RPS board members: now is not the time for vanity
So the Royal Pharmaceutical Society (RPS) national pharmacy board elections are over for another year. Now begins one of the most important phase: the election of the president of the RPS.
This year, however, we are not looking for who will be most photogenic wearing the chain of office at the International Pharmaceutical Federation congress, or someone who believes it is “my turn”, or a career politician looking for a good job with a national body or big company afterwards. We need someone prepared to fight the corner for pharmacy in a cash-limited, hostile environment.
Since the mid-1990s there have been countless ‘pilot studies’ and local initiatives. There are awards ceremonies every year by pharmacy bodies, suppliers, trade organisations, etc. I have won some myself. But how much has our role changed? Every one of these initiatives is judged by its impact on patients but how many have been incorporated into daily practice? Despite this evidence, still we achieve less than a sentence in the government’s NHS ‘Five year forward view’ document. The new hierarchy must take us forward on this basis. The membership is as apathetic as ever, evidenced by a dreadfully low turnout for the recent elections.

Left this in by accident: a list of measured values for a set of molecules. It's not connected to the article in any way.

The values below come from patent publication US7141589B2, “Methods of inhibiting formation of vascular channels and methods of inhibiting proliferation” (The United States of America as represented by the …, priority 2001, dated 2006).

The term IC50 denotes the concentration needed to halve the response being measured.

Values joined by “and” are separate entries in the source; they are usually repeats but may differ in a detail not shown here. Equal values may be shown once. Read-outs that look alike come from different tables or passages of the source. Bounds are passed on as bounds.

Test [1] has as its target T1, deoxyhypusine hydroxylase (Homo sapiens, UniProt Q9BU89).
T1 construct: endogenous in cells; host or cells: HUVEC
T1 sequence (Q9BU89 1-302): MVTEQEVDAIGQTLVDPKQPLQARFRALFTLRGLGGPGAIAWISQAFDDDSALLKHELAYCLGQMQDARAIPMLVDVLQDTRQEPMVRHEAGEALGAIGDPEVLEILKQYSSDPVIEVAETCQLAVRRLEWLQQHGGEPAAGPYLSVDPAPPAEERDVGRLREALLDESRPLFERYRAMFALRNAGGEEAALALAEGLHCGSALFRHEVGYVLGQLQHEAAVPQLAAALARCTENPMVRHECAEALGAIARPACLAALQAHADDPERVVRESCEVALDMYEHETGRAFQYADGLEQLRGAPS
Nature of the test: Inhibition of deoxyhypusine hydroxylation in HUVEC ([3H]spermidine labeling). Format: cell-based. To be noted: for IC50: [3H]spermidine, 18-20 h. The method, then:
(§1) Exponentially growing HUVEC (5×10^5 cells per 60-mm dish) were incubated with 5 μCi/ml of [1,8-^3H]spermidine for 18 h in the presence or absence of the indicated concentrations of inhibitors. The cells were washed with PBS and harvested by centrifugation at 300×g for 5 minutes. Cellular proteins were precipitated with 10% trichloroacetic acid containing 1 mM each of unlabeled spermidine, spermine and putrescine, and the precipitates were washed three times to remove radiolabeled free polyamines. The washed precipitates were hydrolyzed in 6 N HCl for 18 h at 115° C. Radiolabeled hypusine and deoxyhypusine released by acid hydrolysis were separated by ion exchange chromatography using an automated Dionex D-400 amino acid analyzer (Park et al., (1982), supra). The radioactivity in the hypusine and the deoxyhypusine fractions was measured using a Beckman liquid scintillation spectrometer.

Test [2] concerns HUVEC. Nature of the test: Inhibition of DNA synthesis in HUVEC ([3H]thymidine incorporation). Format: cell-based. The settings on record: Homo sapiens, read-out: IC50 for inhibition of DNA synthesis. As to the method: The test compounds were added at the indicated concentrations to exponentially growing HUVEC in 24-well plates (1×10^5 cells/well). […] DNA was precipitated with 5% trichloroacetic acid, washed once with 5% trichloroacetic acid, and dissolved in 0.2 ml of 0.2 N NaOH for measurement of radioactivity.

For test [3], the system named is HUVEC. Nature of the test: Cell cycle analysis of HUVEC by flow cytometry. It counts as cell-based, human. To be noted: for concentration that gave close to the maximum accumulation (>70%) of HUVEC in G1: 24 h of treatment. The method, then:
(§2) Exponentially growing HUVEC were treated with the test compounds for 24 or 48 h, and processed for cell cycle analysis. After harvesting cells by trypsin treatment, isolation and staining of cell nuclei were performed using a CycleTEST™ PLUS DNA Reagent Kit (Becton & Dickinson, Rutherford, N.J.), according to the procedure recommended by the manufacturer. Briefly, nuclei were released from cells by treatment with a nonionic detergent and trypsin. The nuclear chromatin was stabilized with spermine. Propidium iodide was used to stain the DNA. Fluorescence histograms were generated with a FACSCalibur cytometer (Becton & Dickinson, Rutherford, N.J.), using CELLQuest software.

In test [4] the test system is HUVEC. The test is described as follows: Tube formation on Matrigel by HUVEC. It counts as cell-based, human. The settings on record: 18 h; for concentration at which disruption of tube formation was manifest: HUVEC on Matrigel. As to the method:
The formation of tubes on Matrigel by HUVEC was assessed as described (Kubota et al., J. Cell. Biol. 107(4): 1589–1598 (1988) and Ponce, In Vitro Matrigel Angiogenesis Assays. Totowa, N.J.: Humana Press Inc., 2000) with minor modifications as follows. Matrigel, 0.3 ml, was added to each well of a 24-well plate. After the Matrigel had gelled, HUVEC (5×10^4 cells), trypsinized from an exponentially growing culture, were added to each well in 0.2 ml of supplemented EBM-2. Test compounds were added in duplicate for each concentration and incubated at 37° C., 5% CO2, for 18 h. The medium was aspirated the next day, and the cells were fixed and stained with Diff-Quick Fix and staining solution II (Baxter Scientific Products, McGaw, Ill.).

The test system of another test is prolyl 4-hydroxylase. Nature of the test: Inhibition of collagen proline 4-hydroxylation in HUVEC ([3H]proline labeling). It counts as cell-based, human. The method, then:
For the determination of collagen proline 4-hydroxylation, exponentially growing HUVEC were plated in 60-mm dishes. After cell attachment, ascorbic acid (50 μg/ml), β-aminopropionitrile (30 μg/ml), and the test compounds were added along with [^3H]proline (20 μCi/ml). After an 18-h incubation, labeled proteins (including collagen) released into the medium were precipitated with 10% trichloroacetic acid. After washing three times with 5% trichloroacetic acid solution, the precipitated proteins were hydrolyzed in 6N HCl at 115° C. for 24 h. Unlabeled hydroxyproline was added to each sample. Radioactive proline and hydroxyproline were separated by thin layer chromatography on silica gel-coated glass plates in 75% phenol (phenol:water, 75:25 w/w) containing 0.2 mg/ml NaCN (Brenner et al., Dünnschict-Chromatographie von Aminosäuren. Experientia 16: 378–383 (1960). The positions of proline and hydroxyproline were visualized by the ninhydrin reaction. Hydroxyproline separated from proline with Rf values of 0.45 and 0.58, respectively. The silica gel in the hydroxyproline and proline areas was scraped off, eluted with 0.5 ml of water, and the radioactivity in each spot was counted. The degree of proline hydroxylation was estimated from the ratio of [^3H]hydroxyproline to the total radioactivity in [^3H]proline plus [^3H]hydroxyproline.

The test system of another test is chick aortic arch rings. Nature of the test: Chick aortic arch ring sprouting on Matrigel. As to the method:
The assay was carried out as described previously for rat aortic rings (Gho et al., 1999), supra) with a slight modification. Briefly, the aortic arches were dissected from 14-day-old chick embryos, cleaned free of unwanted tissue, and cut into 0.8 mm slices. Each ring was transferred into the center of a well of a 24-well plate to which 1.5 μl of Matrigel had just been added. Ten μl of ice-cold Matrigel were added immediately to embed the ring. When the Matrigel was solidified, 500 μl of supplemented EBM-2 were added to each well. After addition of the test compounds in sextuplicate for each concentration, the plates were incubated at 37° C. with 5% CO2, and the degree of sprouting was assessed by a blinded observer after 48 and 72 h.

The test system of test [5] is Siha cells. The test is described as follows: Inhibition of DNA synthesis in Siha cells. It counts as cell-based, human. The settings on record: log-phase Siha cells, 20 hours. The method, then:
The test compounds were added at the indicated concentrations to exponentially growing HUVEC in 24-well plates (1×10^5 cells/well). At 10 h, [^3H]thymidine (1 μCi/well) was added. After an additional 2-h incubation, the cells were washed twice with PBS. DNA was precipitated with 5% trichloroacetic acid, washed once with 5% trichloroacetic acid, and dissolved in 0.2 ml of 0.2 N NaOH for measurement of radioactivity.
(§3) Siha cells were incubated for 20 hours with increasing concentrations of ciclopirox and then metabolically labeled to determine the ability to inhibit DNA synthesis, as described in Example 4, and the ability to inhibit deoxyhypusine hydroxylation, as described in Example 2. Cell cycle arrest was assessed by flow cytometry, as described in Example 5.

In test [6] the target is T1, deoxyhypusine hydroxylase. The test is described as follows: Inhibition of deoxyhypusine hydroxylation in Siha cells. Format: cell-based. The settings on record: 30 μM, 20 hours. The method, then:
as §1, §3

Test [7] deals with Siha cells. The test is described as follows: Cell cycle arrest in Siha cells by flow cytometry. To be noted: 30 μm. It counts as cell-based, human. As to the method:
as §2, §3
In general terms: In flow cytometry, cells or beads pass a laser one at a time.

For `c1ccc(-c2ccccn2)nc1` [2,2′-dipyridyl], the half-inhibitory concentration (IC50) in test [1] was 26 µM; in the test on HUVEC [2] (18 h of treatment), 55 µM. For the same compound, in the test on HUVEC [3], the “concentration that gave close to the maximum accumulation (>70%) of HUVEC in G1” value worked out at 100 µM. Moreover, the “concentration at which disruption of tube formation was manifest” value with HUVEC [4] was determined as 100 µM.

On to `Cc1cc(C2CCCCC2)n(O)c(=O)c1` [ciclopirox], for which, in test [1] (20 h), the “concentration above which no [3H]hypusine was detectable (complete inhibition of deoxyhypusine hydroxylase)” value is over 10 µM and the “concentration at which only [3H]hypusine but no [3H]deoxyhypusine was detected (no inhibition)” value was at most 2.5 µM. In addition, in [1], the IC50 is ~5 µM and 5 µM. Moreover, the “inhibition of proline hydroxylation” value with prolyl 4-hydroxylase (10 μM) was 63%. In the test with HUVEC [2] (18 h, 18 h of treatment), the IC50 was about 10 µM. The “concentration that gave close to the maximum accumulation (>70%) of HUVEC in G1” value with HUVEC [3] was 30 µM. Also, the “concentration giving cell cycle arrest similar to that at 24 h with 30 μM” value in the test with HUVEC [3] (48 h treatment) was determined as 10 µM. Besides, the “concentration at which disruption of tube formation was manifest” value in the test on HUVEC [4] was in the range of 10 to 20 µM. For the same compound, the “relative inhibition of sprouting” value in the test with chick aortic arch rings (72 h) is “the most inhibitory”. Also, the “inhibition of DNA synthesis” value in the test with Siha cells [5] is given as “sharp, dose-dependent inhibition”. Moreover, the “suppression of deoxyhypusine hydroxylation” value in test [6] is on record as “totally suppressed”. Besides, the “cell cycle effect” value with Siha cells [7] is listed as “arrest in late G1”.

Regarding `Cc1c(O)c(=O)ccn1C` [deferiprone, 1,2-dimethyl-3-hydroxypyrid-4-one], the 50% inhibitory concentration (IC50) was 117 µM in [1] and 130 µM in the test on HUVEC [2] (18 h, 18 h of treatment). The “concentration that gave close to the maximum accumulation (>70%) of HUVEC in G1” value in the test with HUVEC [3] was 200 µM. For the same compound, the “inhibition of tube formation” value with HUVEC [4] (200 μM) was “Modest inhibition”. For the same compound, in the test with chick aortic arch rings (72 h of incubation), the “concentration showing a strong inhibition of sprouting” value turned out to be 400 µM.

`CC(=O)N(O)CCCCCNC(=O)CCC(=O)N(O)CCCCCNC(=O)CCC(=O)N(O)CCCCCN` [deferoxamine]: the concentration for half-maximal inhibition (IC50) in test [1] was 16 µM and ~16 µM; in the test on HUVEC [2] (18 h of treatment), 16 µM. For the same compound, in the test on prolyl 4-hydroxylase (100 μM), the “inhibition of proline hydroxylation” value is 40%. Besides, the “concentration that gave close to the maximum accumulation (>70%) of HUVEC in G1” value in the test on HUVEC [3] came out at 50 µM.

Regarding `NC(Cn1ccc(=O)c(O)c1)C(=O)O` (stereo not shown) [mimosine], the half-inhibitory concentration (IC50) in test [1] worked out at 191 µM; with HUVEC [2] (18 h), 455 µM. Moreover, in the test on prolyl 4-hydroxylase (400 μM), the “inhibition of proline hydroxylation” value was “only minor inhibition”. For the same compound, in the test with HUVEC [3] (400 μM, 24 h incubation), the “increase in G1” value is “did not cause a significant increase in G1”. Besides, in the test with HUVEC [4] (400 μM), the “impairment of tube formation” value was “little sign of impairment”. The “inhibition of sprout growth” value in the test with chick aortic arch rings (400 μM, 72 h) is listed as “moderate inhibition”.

The task ahead is blindingly obvious. The chicanery unearthed in the judicial review on the community pharmacy funding cuts in England is an absolute disgrace. The funding cuts do not just affect pharmacy owners, they affect everyone in community pharmacy, including locums and employees. Safe staffing levels and work-based stress are issues that are made worse by the cuts and the manner in which the Department of Health set about this dreadful business is a disgrace. It was condemned by the judge who made the ruling.
Therefore, the new RPS English Pharmacy Board must set about attacking this state of affairs. The time for cosy relationships ceased when the cuts were first announced in December 2015. The evidence of what we can do is in the public domain and the new board must seek to promote this with utmost vigour. Doing so will be the biggest step in encouraging new membership.
There are already anecdotal reports of pharmacies struggling to pay suppliers. Closures will start and accelerate as banks pull credit lines. RPS members will be harmed professionally and financially. To the board members: this is not a time for vanity or relying on past relationships. The members are watching you.
Citation: The Pharmaceutical Journal DOI: 10.1211/PJ.2017.20203034
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